“Link”

October 7, 2018

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In the Flatiron Plaza, by Jorge Palacios.  Bigger image here.

The Noguchi Museum in Queens is featuring Palacios’ work right now.  The “Red Cube,” one of Noguchi’s most famous public sculptures is not, of course, a cube.

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Jorge Palacios

September 8, 2018

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We take a break now from our finger gazing to talk about Jorge Palacios, a sculptor in wood who is now being shown at the Noguchi Museum, a favorite spot of mine.  I read about his big piece, Link, in the Flatiron Plaza, and went to see it.

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When I got there on a beautiful day like the one in the images above, there was a man scrubbing the piece clean.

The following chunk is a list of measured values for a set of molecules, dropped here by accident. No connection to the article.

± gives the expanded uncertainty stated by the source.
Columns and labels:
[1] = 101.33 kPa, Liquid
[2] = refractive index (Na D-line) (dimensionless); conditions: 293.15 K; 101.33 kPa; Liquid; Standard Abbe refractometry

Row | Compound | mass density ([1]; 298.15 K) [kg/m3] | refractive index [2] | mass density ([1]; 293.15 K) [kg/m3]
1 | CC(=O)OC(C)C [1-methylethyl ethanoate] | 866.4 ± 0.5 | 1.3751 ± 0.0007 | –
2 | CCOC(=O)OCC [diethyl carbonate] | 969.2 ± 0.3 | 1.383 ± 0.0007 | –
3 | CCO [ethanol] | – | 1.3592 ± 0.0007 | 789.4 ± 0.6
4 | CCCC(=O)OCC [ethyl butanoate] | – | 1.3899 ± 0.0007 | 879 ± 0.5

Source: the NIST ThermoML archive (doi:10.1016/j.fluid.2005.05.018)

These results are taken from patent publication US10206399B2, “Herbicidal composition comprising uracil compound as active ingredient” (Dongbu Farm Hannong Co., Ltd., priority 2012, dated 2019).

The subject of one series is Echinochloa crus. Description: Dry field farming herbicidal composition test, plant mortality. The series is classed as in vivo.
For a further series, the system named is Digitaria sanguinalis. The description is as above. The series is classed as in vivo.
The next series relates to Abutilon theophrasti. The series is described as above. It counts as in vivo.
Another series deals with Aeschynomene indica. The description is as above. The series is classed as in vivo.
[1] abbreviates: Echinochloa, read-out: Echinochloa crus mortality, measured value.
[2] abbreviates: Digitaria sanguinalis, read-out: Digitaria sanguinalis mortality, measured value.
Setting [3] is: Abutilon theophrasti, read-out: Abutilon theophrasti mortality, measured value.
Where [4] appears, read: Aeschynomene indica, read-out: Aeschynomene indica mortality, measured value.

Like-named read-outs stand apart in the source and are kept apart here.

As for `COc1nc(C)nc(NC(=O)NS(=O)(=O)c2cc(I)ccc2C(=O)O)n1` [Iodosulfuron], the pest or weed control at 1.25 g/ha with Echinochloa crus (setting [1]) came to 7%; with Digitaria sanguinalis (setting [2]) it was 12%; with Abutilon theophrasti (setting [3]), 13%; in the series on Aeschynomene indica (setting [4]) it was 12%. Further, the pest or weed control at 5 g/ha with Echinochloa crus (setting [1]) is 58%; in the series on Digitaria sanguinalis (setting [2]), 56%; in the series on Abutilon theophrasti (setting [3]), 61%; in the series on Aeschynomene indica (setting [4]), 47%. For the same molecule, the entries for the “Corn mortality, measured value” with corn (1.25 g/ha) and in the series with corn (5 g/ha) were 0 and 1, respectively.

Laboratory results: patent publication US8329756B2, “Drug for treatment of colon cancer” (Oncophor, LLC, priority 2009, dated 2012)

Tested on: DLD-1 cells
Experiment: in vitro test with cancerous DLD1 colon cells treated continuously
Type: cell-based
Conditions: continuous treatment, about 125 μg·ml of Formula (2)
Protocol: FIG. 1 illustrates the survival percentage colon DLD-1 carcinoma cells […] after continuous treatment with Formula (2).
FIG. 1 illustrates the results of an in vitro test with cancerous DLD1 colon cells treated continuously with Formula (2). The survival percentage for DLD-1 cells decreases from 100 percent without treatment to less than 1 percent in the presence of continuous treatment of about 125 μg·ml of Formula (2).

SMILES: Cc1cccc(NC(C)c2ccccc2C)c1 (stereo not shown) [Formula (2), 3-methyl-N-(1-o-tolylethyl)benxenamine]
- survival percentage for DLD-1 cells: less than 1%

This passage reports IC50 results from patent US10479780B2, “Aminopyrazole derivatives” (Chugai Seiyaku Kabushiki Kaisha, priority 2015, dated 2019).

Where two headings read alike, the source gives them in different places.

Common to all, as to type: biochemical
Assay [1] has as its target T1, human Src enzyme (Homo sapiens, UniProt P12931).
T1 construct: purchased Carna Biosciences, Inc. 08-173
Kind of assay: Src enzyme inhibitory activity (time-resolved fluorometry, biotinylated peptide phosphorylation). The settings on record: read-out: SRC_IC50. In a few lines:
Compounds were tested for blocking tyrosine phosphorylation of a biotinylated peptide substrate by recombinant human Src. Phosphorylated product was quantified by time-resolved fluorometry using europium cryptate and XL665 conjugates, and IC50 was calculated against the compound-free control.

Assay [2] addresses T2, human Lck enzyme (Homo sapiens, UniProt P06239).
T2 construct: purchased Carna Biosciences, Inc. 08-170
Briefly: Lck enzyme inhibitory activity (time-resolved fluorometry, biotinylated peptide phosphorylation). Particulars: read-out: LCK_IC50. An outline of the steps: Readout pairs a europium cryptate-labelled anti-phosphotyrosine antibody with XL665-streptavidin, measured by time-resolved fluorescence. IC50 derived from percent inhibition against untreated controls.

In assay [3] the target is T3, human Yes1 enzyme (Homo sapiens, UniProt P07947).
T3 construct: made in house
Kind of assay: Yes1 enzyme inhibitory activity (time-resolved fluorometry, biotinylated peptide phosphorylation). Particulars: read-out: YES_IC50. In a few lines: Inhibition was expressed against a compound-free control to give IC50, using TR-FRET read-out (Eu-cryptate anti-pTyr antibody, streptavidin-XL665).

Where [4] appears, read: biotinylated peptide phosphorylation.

I talked to him a bit in halting English and my halting Spanish.  He remarked that the piece gets lots of scuff marks from people’s shoes!  I asked him if it is hollow, it is, and if I could bang on it, I did.  When I got home, I did some reading about the artist and the exhibit at the Noguchi and it seemed to me that the guy looked a little like the  artist, didn’t he?  He was a lot more friendly than his picture makes him seem!

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Yesterday, I went to the Noguchi to see the exhibit of his work, including this one:

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Wandering about the exhibit, examining the installations and putting in more lights, was the same “workman” I’d seen cleaning the piece in Manhattan.  It dawned on me that this unassuming man was the artist, and I had a pleasant chat with him – I reminded him of our previous encounter.  An amusing bit of serendipity, and I had him sign a copy of a monograph that I bought in the museum shop.  🙂

When I was leaving the museum, I chatted with the admissions person about my encounters, and he chuckled:  “Yes, he’s a very hands-on type of guy.”


Lightning Strikes Twice!

July 15, 2018